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The Way Forward: More Virtual Meetings?

If there was ever a protocol-challenging year in recent memory, it has to be 2020. Due to its challenges imposed as a result of Covid-19, improvisation and ingenuity were required. Some of the results of these will remain with businesses long after the pandemic is over as they have proved to be as convenient and effective as, if not more than, the methods used before.

As result of the recent lockdowns around the worlds, business has generally engaged in more virtual meetings and less time-consuming conventional face-to-face meetings. The time and resources used driving to and from meetings, as well as hosting them, could be put to better use going forward. The order of the day is cost cutting, effectiveness, and safety.

“Any sufficiently advanced technology is indistinguishable from magic” (Arthur C. Clarke, English science writer and inventor)

Virtual meeting platforms have their pros and cons, but the standout advantages seem to be their cost effectiveness, time saving capabilities and their ability to host large numbers of attendees at very small cost.

The options available to companies looking to use these platforms are vast. The South African Institute of Chartered Accountants (SAICA)’s recommended list of virtual meeting software and platforms for accounting professions and their clients include:

  • CrowdCast
  • Google Hangouts
  • GoToMeeting
  • Hopin
  • Microsoft Teams
  • Skype
  • Zoom.

Auditable voting tools

Furthermore, one of the useful tools of a platform like Zoom and Microsoft Teams, for example, is their polling system, which could be used in a meeting that requests voting or Q&As.

Virtual meetings pass the legal test and are admissible in court

Earlier this year, the Johannesburg Labour Court ruled that it is fully legal for employers to negotiate retrenchments with employees through Zoom. 

The watershed ruling handed down by judge Graham Moshoana, in an urgent application brought by the Food and Allied Workers Union (FAWU) against South African Breweries (SAB), effectively gave credence to virtual meetings as legally recognised replacements for, or equivalent to, conventional face-to-face meetings in appropriate cases.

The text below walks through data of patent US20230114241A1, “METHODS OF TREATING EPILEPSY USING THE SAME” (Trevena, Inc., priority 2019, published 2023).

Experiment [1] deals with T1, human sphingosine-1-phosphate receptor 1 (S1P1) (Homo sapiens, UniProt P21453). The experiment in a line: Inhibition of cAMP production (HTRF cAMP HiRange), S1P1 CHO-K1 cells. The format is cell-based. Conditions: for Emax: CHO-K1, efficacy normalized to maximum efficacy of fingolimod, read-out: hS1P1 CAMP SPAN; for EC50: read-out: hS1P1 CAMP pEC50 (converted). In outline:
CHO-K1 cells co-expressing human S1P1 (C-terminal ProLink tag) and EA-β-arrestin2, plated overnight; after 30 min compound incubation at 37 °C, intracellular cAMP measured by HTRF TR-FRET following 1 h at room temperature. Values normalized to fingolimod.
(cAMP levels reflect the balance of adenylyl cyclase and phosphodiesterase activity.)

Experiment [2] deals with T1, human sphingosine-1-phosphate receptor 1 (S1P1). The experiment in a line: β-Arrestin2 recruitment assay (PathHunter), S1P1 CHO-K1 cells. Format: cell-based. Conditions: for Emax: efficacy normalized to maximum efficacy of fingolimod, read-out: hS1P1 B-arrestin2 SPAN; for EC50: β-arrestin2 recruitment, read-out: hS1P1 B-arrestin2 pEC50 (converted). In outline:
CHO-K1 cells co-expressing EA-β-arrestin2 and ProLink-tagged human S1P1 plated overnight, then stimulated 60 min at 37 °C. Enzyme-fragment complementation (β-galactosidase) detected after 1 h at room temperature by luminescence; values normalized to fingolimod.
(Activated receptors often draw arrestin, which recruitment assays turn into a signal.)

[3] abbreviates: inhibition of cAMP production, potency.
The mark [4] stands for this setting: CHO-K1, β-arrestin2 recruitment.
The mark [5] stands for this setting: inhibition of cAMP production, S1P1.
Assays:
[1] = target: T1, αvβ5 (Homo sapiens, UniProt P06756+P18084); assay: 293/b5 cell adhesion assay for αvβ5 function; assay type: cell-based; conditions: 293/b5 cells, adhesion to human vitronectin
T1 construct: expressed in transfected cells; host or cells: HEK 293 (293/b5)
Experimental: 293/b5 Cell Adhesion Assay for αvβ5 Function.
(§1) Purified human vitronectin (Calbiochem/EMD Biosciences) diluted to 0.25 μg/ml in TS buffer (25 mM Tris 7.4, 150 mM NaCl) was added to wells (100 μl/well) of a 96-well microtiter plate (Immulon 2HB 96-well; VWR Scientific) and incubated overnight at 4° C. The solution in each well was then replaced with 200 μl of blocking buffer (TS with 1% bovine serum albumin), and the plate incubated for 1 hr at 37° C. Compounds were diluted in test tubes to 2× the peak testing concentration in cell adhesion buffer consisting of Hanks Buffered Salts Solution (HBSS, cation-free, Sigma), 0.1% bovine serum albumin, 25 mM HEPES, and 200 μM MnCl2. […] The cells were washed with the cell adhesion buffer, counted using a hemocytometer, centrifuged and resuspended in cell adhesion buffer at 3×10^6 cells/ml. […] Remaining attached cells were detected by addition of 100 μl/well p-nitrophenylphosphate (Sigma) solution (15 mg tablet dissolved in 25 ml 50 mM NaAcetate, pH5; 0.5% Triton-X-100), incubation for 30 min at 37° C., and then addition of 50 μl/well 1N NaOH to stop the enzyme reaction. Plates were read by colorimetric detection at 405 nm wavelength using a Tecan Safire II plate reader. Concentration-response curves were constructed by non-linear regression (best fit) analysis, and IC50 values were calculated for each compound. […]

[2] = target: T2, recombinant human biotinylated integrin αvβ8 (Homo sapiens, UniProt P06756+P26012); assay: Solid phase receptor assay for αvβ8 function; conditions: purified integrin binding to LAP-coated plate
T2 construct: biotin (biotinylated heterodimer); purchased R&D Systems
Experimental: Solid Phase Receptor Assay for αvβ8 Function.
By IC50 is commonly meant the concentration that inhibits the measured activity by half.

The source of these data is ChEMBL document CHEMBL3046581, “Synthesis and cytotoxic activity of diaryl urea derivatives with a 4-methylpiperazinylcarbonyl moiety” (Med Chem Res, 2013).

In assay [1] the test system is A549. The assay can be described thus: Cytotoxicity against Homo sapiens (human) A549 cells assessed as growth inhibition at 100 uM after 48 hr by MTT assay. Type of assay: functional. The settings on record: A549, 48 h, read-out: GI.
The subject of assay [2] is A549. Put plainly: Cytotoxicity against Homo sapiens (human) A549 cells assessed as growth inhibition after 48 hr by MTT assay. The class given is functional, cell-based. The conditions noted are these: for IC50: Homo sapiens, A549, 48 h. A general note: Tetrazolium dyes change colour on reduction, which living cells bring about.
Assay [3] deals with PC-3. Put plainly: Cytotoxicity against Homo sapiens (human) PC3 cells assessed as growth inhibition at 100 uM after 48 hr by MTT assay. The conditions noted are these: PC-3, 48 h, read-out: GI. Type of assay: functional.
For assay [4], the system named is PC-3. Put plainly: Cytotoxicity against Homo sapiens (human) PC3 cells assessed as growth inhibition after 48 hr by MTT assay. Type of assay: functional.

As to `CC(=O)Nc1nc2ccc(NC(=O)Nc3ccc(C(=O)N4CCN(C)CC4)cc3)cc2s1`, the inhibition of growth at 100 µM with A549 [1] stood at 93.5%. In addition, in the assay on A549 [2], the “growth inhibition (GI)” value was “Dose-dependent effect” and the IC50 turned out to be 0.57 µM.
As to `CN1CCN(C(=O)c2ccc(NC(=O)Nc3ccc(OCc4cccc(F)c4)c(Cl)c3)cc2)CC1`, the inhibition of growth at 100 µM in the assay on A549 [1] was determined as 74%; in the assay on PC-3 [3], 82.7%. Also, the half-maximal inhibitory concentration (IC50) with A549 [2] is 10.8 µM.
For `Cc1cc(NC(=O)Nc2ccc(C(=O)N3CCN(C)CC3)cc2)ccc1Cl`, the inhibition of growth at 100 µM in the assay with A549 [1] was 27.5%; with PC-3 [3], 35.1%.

The resources used in face-to-face meetings can be put to better use

The average meeting requires money – from catering, human resources and fuel to even flights and accommodation. You can host a virtual meeting with literally thousands of attendees almost for free, with the only cost considerations being software, data and the availability of a laptop or computer.

This is ideal for businesses with a lot of employees. For example, if you are using Zoom for Webinars, it can allow up to 10,000 virtual attendees to sign up.

Virtual meetings afford a chance to save the conversation online

The meetings’ recordings are capable of remaining available for the attendees to refer back to and replay the content for clarity at their own discretion without extra charges. This can improve the quality of output.

The downsides

On the downside, the quality of the conversation depends on external factors, typically beyond the administrator’s control. These could include data processing speed, audio visual quality, and the quality of network reception.

Consider virtual meetings more in your business and put your resources to better use – ask your accountant how to achieve this to maximum effect.

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A Remote Working Danger: Independent Contractor or Employee?

The move to a much greater level of remote working this year has reinforced the need for small businesses to ensure that they classify the people that work for them correctly. One of the biggest challenges for small businesses is to ensure that independent contractors, especially sole proprietors, do not drift into a position where the South African Revenue Service or the Department of Labour would classify such a person as an employee. The failure by a small company to manage the relationships with their independent contractors can lead to great costs for the company if the authorities find that the relationship with any of them is an employment relationship and the firm then needs to rectify the situation. 

The prevalence of remote working since the start of the national lockdown in March has brought to the fore the need to distinguish between an employee and an independent contractor.